The process briefly outlined here has worked well for OTA as it has evolved over the years in the organizational framework of the U.S. Congress, and many aspects of it may be valuable in other institutional settings. In particular, OTA has some unique features that make it valuable to the Congress’s policy process: it is governed by a bipartisan board of politicians that respect the agency’s position and perspective; it has a statutory advisory council that reports to that board; it has a multidisciplinary staff that helps minimize ideological and/or methodological bias in analysis; and it draws on outside resources for the bulk of its analysis–it often serves as translator of the technical literature. There is often more heat than light shed when policy mixes with technology, and simply explaining the context of a problem clearly can be of enormous benefit–as in the case when President Eisenhower was stunned to find that half of the U.S. population was of below average intelligence. Finally, OTA’s process includes extensive outside peer review, including often as many as a hundred reviewers from many different perspectives.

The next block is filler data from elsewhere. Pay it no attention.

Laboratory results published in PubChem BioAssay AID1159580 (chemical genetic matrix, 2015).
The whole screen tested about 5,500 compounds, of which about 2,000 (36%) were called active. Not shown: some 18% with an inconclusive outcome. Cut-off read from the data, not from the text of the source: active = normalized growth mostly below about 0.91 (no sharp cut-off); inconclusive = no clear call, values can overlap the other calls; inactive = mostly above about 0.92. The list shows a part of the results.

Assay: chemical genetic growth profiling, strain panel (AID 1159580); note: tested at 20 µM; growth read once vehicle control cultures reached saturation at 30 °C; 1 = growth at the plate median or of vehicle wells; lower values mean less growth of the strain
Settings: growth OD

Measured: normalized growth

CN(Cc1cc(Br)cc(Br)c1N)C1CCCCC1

In summary, Jefferson eloquently pointed out the necessity of government’s ability to change with the times. That thought was visionary but it lacked an orderly way of identifying the implications of the technology dimension of those changing times. The Office of Technology Assessment and other international organizations dedicated to developing the art of technology assessment and forecasting may help fill that gap.
Peter Blair was OTA’s Assistant Director of the Industry, Commerce, and International Security Division